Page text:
I don't tend to talk about my favourite films on this blog. This is probably because I'd imagine you think my tastes in movies blow. Hell, sometimes even I think my taste in films suck. But for whatever reason I've decided to put this clip up, certainly one of the most ham-fisted of scenes in Andrei Konchalovsky's 1985 "exiential action" flick, RUNAWAY TRAIN. It's been one of my all-time fave movies ever since I saw it for the first time on TV back in 1988, and even a recent viewing hasn't let it slip down the list. I remember it being on at the cinemas when I was 13, but ignored it due to the title: the frighteningly literal title Runaway Train makes it sound like a Disney film. If you haven't seen it, the cast probably won't sell the picture to you. There's serial ham, Jon Voight, a guy whose career started off strong as an A-list talent in films such as Midnight Cowboy and Deliverance, but whom by the '80s had hit the same skids that befell other actors of his "New Hollywood" generation, and found himself either doing B-movies or not working much at all. And that's the good news. On top of that you have Z-grade straight-to-DVD icon Eric Roberts ("Julia's brother"), who, despite several cases of serious over-acting on his behalf, manages to pull of a highly convincing portrait of a not-too-bright thug (possibly not a stretch); and Rebecca DeMornay, the chick who got her gear off in Risky Business, playing a stranded railway worker stuck on the train w/ these two lowlifes. The extremely bloody and violent tale, w/ a screenplay by Akira Kurosawa, follows the attempted escape from a maximum-security prison in the middle of an Alaskan winter, one (Voight) a hardened criminal wishing to show the dastardly prison warden (and boy, he's dastardly) that he can escape the prison's claw, break free and not let his spirit be crushed; the other, Roberts, a dumb punk in the middle of a stretch for statutory rape ("we's was in love") who's only too eager to please the legendary lifer whose resolve remains an inspiration to all the prisoners. And of course their plans go haywire when they realise in the midst of their escape that they're stuck on a runaway train headed for disaster. I shouldn't have to explain the metaphor of the "runaway train", but I will: Manny (Voight), is the "runaway train", a force which can't be stopped, a hardened brute of a man who'll stop at nothing for his freedom. But can such a beast show pity for a fellow human being? You'll just have to watch it, if you care. After those last few sentences, that's less likely. Directed by a Russian, the script by a Jap, featuring an American cast and filmed in Canada, this international effort, for a film of its time, is surprisingly downbeat, grim and brutally realistic in its violence (delicate souls probably won't get past the first 40 minutes based in the prison), though the action scenes in the last 40 minutes, superbly directed though they are, would also certainly find an appeal amongst the multiplex Lethal Weapon crowd. I've met many folks who've never seen Runaway Train, but those who have, every single one of them has nothing but praise for it. Along w/ Walter Hill's excellent Southern Comfort from 1982, it remains the best thinking-man's action flick of the '80s.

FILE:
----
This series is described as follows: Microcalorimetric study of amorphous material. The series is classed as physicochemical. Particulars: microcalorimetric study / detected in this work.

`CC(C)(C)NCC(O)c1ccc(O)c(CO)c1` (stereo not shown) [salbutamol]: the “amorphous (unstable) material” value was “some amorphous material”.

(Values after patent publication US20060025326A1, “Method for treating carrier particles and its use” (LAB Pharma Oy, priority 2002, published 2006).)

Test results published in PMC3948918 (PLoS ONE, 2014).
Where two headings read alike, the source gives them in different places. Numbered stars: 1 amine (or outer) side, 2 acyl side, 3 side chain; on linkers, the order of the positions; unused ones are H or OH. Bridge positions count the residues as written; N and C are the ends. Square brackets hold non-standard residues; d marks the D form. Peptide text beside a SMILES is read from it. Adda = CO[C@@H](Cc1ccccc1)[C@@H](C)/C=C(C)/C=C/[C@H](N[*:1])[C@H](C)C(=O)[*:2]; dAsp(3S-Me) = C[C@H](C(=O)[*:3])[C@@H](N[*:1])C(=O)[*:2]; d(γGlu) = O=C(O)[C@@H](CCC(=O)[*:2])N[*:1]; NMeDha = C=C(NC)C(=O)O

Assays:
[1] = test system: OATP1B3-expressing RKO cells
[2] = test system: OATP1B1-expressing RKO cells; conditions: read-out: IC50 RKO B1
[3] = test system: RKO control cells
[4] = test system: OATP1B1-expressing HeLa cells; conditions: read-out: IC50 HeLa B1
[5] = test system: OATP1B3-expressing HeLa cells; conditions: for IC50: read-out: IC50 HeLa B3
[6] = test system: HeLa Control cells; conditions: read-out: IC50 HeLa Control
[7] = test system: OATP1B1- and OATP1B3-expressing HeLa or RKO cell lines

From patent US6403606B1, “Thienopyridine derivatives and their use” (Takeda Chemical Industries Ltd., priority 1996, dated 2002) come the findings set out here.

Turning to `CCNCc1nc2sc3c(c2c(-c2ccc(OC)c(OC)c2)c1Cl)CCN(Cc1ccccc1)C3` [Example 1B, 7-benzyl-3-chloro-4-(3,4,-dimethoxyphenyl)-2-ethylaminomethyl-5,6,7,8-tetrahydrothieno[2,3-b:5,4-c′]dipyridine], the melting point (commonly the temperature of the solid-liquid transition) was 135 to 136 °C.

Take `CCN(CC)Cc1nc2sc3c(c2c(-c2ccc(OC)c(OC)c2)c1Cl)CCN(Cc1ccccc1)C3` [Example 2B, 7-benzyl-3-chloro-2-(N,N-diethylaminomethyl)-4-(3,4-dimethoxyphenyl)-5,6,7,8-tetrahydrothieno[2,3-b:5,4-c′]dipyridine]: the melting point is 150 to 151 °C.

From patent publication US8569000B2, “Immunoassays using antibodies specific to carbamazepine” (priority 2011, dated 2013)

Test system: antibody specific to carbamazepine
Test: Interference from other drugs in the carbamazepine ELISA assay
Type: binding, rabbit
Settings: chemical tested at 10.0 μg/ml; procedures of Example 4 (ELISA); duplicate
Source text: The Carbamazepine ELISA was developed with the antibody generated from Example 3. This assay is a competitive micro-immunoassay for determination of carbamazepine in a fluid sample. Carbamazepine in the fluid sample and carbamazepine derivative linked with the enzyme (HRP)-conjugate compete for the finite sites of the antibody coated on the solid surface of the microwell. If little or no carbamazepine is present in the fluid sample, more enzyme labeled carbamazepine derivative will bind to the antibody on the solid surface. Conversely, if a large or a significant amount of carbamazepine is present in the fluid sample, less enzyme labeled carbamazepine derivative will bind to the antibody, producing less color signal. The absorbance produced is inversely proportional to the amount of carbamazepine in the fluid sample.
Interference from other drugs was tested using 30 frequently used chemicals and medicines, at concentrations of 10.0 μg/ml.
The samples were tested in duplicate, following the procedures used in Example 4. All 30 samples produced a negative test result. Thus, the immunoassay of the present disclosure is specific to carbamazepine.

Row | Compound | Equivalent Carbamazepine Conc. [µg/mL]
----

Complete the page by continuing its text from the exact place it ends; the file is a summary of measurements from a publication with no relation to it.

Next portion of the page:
Sunday, September 26, 2010